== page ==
Thursday, 15 November 2012

Doctors highlight occupational health hazards among workers

LANI ROSE R DIZON

DOHA VARIOUS occupational health hazards among workers, including exposure to electromagnetic fields, mercury, infectious diseases, as well as stress at workplace, were highlighted at the 1st Hamad Medical Corporation (HMC) Occupational Health and Safety Symposium on Wednesday.

The event was attended by over 300 healthcare providers and staffs from different healthcare institutions in the country.

Speaking at the event, Dr Hassan Elfar, professor of occupational medicine from the Supreme Council of Health, said that globally around two million healthcare workers experience percutaneous exposure to infectious diseases each year.

Citing a World Health Organization (WHO) report, he said that 37.6 percent of Hepatitis B, 39 percent of Hepatitis C, and 4.4 percent of HIV/AIDS cases in healthcare workers around the world were due to needle stick injuries.

Moreover, the study states that infection with Hepatitis B virus is 95 percent preventable with immunisation but only less than 20 percent of health workers in some regions of the world have received all three doses needed for immunity.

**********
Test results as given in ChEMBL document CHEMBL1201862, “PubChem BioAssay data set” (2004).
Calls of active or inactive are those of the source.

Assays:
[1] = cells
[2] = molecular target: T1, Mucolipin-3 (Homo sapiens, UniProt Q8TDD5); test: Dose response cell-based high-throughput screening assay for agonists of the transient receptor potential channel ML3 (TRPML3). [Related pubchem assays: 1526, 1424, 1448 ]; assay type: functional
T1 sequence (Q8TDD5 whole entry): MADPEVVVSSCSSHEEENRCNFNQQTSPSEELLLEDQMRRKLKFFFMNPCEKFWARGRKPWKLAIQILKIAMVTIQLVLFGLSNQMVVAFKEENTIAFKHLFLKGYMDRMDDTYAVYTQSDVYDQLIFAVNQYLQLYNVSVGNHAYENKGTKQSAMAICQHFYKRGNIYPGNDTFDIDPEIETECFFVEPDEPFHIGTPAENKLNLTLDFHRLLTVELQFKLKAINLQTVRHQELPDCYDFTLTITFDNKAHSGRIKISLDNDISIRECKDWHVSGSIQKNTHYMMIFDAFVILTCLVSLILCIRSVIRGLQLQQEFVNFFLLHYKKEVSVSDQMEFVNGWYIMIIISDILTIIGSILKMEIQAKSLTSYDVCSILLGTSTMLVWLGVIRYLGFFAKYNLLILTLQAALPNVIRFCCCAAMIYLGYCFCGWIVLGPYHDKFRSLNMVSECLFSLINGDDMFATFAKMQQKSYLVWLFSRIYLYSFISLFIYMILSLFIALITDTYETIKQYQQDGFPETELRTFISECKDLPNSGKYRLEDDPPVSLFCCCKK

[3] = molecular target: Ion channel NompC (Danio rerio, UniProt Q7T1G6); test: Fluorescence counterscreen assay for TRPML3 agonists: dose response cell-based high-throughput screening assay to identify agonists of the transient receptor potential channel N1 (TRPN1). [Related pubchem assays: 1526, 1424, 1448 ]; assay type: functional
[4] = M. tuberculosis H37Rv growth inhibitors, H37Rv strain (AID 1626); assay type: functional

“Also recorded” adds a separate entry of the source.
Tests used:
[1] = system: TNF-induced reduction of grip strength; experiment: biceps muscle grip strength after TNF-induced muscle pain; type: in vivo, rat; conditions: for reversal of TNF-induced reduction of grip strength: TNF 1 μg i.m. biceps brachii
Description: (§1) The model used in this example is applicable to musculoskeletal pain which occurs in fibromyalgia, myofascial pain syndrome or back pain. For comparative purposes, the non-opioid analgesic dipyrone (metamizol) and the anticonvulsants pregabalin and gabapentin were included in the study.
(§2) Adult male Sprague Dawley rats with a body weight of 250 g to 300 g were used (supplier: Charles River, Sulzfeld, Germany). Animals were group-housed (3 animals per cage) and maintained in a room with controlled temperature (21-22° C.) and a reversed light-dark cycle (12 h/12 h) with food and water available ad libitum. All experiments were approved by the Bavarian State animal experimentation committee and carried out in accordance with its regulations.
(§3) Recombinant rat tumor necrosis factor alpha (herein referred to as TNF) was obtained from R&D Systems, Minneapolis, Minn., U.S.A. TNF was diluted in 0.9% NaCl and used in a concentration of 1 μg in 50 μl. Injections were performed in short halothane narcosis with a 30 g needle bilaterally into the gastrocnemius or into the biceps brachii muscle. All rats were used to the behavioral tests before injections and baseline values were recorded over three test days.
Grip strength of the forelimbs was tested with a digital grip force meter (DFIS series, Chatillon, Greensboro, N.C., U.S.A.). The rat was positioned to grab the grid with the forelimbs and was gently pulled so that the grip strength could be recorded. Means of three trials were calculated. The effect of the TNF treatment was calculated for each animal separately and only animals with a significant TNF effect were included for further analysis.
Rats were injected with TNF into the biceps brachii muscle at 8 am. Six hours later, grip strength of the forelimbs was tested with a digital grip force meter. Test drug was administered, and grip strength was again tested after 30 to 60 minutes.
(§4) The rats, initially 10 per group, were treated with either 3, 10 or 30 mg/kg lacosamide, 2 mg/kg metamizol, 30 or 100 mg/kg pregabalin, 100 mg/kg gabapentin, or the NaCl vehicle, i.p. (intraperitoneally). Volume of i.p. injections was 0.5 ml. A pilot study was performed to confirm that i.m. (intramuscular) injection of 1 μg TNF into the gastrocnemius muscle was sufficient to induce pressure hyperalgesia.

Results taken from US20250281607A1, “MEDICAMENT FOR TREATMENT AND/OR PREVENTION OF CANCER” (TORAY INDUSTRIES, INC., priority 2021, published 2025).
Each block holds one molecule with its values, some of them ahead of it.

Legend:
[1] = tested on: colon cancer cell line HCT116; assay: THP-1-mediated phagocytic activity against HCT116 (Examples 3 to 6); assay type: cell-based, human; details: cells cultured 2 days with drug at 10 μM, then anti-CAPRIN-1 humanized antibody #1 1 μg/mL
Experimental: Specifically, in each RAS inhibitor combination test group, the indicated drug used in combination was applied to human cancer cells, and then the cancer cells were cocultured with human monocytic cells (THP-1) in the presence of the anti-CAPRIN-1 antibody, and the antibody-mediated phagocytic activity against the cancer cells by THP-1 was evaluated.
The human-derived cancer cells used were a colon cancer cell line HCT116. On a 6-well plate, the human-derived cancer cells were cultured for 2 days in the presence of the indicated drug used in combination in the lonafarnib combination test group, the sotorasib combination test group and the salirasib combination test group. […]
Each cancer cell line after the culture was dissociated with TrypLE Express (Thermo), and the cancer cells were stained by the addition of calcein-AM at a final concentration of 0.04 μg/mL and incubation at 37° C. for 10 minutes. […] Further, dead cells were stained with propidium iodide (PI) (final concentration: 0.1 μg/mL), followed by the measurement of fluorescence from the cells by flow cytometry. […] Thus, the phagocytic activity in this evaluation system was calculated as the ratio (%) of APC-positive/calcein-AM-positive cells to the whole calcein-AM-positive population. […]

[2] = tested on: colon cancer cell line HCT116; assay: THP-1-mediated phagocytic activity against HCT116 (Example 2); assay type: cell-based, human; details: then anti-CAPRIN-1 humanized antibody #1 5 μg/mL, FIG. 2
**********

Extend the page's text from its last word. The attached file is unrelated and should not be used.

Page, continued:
Elfar also said, “Healthcare facilities around the world employ over 59 million workers who are exposed to a complex variety of health and safety hazards everyday.

Healthcare workers need protection from these workplace hazards.” He went on to reiterate the WHO Global plan of Action on workers’ health which urges all member states to develop national programmes for health workers.

Speaking on the most common cases in the country, Dr Huda al Noimi, director of the Occupational Health and Safety at HMC, said, “Nowadays, headaches, neck, shoulder, and back pains, as well as stress-related illnesses are most commonly seen in hospitals.

And most of the patients are working with computers for long periods of time. If left untreated, such cases could lead to distortion of the bones which require surgery.” Professor David Koh, chair of Occupational Health and Medicine at the Universiti Brunei Darussalam and a renowned international expert in the field, spoke about assessing occupational health exposures.

Speaking about ways to boost occupational health and safety in Qatar, he said, “With all the new projects coming to Qatar, the best time to focus on health and safety is now. You assess health and safety risk before these industries are set up and you can put in preventive measures even at the development stage. It makes a lot more sense and it’s costeffective.

For the moment, it’s necessary to increase awareness and let people know the importance of occupational health and safety.”

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